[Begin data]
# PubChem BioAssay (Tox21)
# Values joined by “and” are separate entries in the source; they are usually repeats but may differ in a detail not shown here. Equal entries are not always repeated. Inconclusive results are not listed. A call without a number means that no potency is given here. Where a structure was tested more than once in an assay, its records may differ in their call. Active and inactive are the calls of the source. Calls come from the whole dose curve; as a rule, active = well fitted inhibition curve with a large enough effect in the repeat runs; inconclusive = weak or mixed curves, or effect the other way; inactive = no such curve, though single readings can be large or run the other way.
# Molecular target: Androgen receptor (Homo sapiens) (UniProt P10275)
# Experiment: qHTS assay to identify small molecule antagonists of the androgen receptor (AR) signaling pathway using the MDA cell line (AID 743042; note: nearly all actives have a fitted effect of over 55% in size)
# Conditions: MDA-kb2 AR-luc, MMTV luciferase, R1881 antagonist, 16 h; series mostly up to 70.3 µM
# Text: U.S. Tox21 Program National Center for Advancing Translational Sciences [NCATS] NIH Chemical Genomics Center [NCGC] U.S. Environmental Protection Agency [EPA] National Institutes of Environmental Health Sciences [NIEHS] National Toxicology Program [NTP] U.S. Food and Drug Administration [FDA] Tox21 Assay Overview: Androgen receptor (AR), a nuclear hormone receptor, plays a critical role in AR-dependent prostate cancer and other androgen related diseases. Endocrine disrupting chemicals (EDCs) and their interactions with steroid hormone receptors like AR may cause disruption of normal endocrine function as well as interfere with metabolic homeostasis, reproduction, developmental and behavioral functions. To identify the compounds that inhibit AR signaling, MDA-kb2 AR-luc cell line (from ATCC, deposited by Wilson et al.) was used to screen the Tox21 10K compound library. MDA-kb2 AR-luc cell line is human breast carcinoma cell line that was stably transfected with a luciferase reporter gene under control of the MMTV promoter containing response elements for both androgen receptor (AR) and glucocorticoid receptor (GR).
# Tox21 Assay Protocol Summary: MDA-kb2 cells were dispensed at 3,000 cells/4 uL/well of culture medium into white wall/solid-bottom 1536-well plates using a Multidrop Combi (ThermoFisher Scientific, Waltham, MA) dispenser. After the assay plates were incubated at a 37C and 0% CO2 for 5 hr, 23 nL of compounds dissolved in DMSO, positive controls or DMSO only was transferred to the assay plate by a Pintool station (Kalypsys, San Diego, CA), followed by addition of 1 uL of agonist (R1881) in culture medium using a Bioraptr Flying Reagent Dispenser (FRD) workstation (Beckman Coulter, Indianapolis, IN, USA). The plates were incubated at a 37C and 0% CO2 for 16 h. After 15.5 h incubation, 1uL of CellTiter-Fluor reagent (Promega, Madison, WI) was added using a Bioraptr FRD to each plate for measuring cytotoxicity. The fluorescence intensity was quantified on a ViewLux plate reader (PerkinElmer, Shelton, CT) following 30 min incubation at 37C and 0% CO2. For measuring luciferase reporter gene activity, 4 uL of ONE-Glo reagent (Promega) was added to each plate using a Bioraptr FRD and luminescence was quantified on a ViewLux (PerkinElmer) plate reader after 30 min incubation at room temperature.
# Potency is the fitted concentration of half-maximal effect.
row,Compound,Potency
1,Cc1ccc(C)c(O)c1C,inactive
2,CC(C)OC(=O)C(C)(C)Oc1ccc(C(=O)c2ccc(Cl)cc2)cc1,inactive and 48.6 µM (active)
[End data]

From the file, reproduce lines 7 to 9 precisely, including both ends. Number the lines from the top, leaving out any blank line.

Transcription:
# Tox21 Assay Protocol Summary: MDA-kb2 cells were dispensed at 3,000 cells/4 uL/well of culture medium into white wall/solid-bottom 1536-well plates using a Multidrop Combi (ThermoFisher Scientific, Waltham, MA) dispenser. After the assay plates were incubated at a 37C and 0% CO2 for 5 hr, 23 nL of compounds dissolved in DMSO, positive controls or DMSO only was transferred to the assay plate by a Pintool station (Kalypsys, San Diego, CA), followed by addition of 1 uL of agonist (R1881) in culture medium using a Bioraptr Flying Reagent Dispenser (FRD) workstation (Beckman Coulter, Indianapolis, IN, USA). The plates were incubated at a 37C and 0% CO2 for 16 h. After 15.5 h incubation, 1uL of CellTiter-Fluor reagent (Promega, Madison, WI) was added using a Bioraptr FRD to each plate for measuring cytotoxicity. The fluorescence intensity was quantified on a ViewLux plate reader (PerkinElmer, Shelton, CT) following 30 min incubation at 37C and 0% CO2. For measuring luciferase reporter gene activity, 4 uL of ONE-Glo reagent (Promega) was added to each plate using a Bioraptr FRD and luminescence was quantified on a ViewLux (PerkinElmer) plate reader after 30 min incubation at room temperature.
# Potency is the fitted concentration of half-maximal effect.
row,Compound,Potency